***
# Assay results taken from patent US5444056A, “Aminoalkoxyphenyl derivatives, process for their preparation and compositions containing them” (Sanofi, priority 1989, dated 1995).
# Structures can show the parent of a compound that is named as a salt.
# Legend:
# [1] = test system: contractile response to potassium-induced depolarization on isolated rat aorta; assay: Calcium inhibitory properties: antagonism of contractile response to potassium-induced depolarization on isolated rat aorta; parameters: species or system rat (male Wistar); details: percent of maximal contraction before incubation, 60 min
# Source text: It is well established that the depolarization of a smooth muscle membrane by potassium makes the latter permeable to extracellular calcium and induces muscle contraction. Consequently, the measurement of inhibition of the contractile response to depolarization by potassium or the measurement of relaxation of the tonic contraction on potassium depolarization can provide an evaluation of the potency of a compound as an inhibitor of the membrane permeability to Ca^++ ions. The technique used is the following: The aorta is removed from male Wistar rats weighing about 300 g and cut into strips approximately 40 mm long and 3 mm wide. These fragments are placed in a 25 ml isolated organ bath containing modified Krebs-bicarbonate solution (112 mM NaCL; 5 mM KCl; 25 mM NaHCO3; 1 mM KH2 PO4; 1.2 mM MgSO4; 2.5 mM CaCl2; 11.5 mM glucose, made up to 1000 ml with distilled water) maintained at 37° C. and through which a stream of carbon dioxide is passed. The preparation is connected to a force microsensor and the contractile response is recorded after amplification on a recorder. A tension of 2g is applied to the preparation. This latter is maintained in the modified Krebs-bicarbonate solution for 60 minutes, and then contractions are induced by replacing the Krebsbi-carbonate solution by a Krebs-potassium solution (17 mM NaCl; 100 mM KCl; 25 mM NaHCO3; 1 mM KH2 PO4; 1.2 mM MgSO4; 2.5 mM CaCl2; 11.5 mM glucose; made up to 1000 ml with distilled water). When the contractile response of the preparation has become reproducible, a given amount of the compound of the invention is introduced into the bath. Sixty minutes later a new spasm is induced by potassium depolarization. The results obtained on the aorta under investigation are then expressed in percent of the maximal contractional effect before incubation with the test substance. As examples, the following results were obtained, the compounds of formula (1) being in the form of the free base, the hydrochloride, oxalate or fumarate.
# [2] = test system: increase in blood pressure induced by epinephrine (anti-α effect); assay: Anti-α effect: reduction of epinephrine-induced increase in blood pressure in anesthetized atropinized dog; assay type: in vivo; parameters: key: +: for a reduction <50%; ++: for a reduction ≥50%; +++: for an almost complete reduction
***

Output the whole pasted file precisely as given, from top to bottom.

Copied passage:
# Assay results taken from patent US5444056A, “Aminoalkoxyphenyl derivatives, process for their preparation and compositions containing them” (Sanofi, priority 1989, dated 1995).
# Structures can show the parent of a compound that is named as a salt.
# Legend:
# [1] = test system: contractile response to potassium-induced depolarization on isolated rat aorta; assay: Calcium inhibitory properties: antagonism of contractile response to potassium-induced depolarization on isolated rat aorta; parameters: species or system rat (male Wistar); details: percent of maximal contraction before incubation, 60 min
# Source text: It is well established that the depolarization of a smooth muscle membrane by potassium makes the latter permeable to extracellular calcium and induces muscle contraction. Consequently, the measurement of inhibition of the contractile response to depolarization by potassium or the measurement of relaxation of the tonic contraction on potassium depolarization can provide an evaluation of the potency of a compound as an inhibitor of the membrane permeability to Ca^++ ions. The technique used is the following: The aorta is removed from male Wistar rats weighing about 300 g and cut into strips approximately 40 mm long and 3 mm wide. These fragments are placed in a 25 ml isolated organ bath containing modified Krebs-bicarbonate solution (112 mM NaCL; 5 mM KCl; 25 mM NaHCO3; 1 mM KH2 PO4; 1.2 mM MgSO4; 2.5 mM CaCl2; 11.5 mM glucose, made up to 1000 ml with distilled water) maintained at 37° C. and through which a stream of carbon dioxide is passed. The preparation is connected to a force microsensor and the contractile response is recorded after amplification on a recorder. A tension of 2g is applied to the preparation. This latter is maintained in the modified Krebs-bicarbonate solution for 60 minutes, and then contractions are induced by replacing the Krebsbi-carbonate solution by a Krebs-potassium solution (17 mM NaCl; 100 mM KCl; 25 mM NaHCO3; 1 mM KH2 PO4; 1.2 mM MgSO4; 2.5 mM CaCl2; 11.5 mM glucose; made up to 1000 ml with distilled water). When the contractile response of the preparation has become reproducible, a given amount of the compound of the invention is introduced into the bath. Sixty minutes later a new spasm is induced by potassium depolarization. The results obtained on the aorta under investigation are then expressed in percent of the maximal contractional effect before incubation with the test substance. As examples, the following results were obtained, the compounds of formula (1) being in the form of the free base, the hydrochloride, oxalate or fumarate.
# [2] = test system: increase in blood pressure induced by epinephrine (anti-α effect); assay: Anti-α effect: reduction of epinephrine-induced increase in blood pressure in anesthetized atropinized dog; assay type: in vivo; parameters: key: +: for a reduction <50%; ++: for a reduction ≥50%; +++: for an almost complete reduction